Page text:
Yakko, Wakko, and Dot burst back onto the small screen with the exact same sensibility it left with in the ’90s, for better and worse.
The first line of a review for the Animaniacs reboot should be funny, self-aware, and irreverent. It should have that familiar set up and punch, something to show old and new audiences that The Siblings Warner have changed very little, for better and worse. One should never waste their first sentence of an Animaniacs review.
Wakko, Yakko, and Dot return to the Warner Watertower after two decades for a contractual two new season reboot. The revival follows the same format as the original cartoon series with two Animaniacs skits and another featuring extended universe characters, but most frequently fan favorites Pinky & The Brain (Brain, Brain, Brain, Brain…). There are clever songs, perhaps not as catchy as before, but clever all the same. Nevertheless, always topical and satirical with tongue firm in digitally drawn cheek, this reboot proves Animaniacs can still take on and take down popular culture.
If you were a fan of the original series which ran from 1993-1998, little about the new series will disappoint. This series is for you more than for any newcomers. However, the profound existential realization of your age and that 1998 was 22 years ago might dampen your experience. But don’t worry, Wakko, Yakko, and Dot have plenty of salt to season your wounds.
Right away, Animaniacs is happy to show us just how crisp everything looks now that it’s in HD Widescreen, and boast it should. This series looks absolutely gorgeous. And now that it’s able to more widely and readily experiment with different animation genres, Animaniacs has become even more visual bologna in our slacks.
One of the biggest challenges in a reboot with this level of cult magnetism is getting the tone just right. Steven Spielberg and former Family Guy producer Wellesley Wild manage to recreate the intellectual and biting comedy perfectly. The characters are all still the same silly sardonic siblings we knew back in the 1990s. It’s the strange circumstances of life in the 2010s that are new, and where the series finds most of its humor.
But The Warner Siblings seem unsure if they even like being in the 2010s while the contemporary pop culture industry gives them plenty of material to burlesque, the series is deeply cynical. There’s a highly self-aware song and dance number about “reboot culture” in which The Warner Brothers and Warner Sister, Dot admit that they’re part of a toxic capitalist regurgitation industry which starts cheerful but ends quite sobering. Similarly, in another episode, Dot has a song in which she turns the world cute “again,” only to have the cuteness drive The Warner’s to the brink of their insanity.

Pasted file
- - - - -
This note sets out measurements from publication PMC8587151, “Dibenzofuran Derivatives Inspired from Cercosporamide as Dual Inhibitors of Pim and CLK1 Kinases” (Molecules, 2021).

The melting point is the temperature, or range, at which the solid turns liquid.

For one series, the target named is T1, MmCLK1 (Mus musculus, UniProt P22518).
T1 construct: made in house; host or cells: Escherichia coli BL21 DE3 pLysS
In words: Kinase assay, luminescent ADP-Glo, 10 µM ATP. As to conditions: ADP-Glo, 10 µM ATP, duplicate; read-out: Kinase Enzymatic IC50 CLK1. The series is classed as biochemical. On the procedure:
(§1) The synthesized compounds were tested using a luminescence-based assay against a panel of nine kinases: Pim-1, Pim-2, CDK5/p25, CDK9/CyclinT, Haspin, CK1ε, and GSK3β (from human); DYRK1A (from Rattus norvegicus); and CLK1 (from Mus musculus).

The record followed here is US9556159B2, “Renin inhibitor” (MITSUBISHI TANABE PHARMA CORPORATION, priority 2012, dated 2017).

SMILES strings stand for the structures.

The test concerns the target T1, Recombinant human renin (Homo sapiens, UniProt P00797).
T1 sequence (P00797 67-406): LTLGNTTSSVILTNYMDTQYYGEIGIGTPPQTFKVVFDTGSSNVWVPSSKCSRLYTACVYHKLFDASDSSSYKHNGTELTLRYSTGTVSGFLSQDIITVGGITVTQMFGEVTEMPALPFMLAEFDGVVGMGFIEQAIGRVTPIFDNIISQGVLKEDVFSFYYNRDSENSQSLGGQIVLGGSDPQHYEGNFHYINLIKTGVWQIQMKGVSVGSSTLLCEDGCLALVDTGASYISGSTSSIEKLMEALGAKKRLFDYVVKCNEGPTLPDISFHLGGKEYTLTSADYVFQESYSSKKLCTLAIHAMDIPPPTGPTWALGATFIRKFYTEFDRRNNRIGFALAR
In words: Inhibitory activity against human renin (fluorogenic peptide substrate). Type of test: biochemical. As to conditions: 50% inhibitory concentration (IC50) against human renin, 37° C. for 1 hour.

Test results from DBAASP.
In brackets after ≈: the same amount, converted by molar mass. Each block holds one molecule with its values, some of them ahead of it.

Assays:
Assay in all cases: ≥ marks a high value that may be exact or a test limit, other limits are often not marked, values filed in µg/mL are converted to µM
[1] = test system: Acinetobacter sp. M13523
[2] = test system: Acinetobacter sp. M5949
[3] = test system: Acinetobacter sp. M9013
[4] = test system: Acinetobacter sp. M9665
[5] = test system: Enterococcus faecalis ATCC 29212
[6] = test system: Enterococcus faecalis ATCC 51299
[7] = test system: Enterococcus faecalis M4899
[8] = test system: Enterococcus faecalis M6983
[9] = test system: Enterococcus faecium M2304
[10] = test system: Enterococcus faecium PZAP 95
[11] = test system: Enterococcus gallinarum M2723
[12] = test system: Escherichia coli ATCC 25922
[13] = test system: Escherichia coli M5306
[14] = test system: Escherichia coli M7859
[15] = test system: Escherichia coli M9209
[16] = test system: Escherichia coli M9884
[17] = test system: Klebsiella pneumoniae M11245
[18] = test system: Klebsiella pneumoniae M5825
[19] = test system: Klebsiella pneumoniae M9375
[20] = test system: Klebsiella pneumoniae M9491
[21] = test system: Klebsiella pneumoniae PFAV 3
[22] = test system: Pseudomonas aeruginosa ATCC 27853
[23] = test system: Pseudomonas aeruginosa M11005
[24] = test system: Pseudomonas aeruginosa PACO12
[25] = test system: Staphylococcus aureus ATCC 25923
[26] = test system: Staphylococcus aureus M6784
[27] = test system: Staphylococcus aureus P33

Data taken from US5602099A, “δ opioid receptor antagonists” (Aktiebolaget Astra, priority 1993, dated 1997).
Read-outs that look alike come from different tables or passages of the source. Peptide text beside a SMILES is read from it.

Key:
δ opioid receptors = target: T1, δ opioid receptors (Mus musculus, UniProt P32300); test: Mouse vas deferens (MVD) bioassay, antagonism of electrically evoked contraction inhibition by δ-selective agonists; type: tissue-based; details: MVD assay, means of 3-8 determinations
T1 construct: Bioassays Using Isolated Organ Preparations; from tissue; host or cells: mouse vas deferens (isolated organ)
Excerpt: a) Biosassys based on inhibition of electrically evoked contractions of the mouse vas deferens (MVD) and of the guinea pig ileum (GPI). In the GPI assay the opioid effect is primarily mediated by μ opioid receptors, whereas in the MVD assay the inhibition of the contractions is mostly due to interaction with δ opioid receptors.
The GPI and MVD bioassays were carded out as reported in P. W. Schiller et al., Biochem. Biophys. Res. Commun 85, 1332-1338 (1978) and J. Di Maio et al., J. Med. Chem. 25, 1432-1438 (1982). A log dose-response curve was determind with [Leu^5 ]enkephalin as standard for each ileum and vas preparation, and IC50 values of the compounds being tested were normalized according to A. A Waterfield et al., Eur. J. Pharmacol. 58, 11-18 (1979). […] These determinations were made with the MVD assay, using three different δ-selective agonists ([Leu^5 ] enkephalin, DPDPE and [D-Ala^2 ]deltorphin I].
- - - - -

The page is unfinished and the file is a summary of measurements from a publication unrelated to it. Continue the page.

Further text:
Now, more often than before, the audience – their consumerism, their political beliefs, their sheepishness, is the target of the show’s barbed tongue. What made the satirization powerful in the original run was the sense that some part of United States culture and its people were still being loved and/or celebrated. This time around, Animaniacs finds little worthy of either and it’s a little disheartening to see.
Now that it’s able to more widely and readily experiment with different animation genres, Animaniacs has become even more visual bologna in our slacks.
Animaniacs (2020) doesn’t know where it is in time, which is important for its absurdity to have a cutting edge. It has a longing for a “simpler” “easier” time like the 1990s before smartphones, social media, and The Internet. It makes nudges to diversity, gender equity, and gender-neutral pronouns, yet mocks contemporary political correctness. But clearly, some things were worth changing. In the theme song, Dot isn’t “cute,” she “has wit.” And say goodbye to “hellllooooo, nurse!”
Not only is Animaniacs on unsure footing with the times ideologically, it’s also admittedly out of step materially. In the first episode, we are told that these sketches were written in 2018 and boy does it show. There are fidget spinner jokes, isn’t that cute? It doesn’t feel “out of touch” so much as it does “out of time.”
But how could the showrunners have anticipated the decades between 2018 and 2020? Watching these new Animaniacs episodes feels nostalgic and comforting at times when it’s intelligent humor is singing like it used to. But every so often, you catch a punchline in the jaw, causing you to stumble back and see the bigger gulf between “then” and “now.” It’s totally insaney. But “those are the facts.”
Animaniacs goes totally insane-y on Hulu November 20th.
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